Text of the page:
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For lacrosse all-stars, it's a transition game

The Baltimore Sun

In pre-game warm-ups, Corey Donohoe was the most lighthearted athlete on the lacrosse field, just as likely to poke fun at her teammates as stretch her legs.

Donohoe even joked with one of the officials during stick checks, prompting a playful pat on the head from a referee who had watched the recent North Harford graduate throughout her lacrosse career.

"I just wanted to stay calm. I didn't want to get too nervous for the game and be off my game," Donohoe said of her pre-game antics. "It's just fun and you have to take it as a fun game because you'll never get this opportunity again."

Donohoe shone the brightest of the all-stars yesterday, as The Sun's All-Metro Player of the Year scored five goals and earned Most Valuable Player honors in leading the girls South team to a 14-11 win over the North in the first game of the Under Armour All-America Lacrosse Classic at Loyola's Diane Geppi-Aikens Field.

"Having her on my team makes me a little bit more [relaxed] as a coach," said Mount Hebron's Brooke Kuhl-McClelland, the South coach who had faced Donohoe in the Class 3A-2A state final. "I'd take a zillion Coreys."

The event was started last year as a showcase of the best senior high school players about to make the leap to college lacrosse.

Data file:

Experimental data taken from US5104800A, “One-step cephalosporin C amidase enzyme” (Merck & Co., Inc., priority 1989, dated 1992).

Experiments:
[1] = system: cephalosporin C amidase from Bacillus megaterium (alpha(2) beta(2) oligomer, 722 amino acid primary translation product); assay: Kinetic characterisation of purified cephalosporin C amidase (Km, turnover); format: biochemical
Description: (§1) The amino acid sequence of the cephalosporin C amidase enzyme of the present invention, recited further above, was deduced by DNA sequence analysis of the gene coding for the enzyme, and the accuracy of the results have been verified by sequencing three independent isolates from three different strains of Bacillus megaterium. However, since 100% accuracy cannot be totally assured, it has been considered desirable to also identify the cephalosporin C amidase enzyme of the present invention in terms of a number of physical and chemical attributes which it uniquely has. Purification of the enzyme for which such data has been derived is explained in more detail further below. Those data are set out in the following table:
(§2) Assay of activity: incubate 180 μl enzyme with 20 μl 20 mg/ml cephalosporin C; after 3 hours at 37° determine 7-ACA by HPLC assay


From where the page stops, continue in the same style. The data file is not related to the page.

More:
In addition to the All-America games, two earlier games featured the top non-senior lacrosse players in the Baltimore and Washington areas.

"It's a recruiting smorgasbord, if you will," said Lee Corrigan, whose company, Corrigan Sports Enterprises, runs the classic with Under Armour.

Forty-four boys and 44 girls from around the United States were chosen for the All-America games.

New York had the most representatives with 25, and Maryland had 24, but the rosters showed that lacrosse is growing throughout the nation.

"There's so many good kids that are out there throughout the whole country now," said Calvert Hall coach Bryan Kelly, whose boys South team was overwhelmed by the North, 20-10, in the second game of the afternoon.

"We've got New Jersey kids, some Pennsylvania kids, some Virginia kids. ... I've heard some kids say, 'We've got to beat New York,' or 'We're gonna take down Maryland,' but it's more than just Maryland and New York now."

Many players saw the game as a way to say goodbye to their high school careers and prepare for college competition.

"You know, hopefully, it'll translate," said Loyola graduate Tim Donovan, who is headed to Johns Hopkins. "I've got a big deal next year. ... It's definitely a good steppingstone, I think."

Donovan, who scored two goals, is one of many players Kelly believes can make the leap to college competition.

"It'll be an adjustment, but I think all these kids have a great opportunity to excel," said Kelly, who spent the past several days with players from both teams. "I think the ball is in their court and if they do the little things well, the sky's the limit for each and every one of them."

Twenty-four of last year's participants were represented on seven of the eight NCAA men's and women's Division I final four teams this year.

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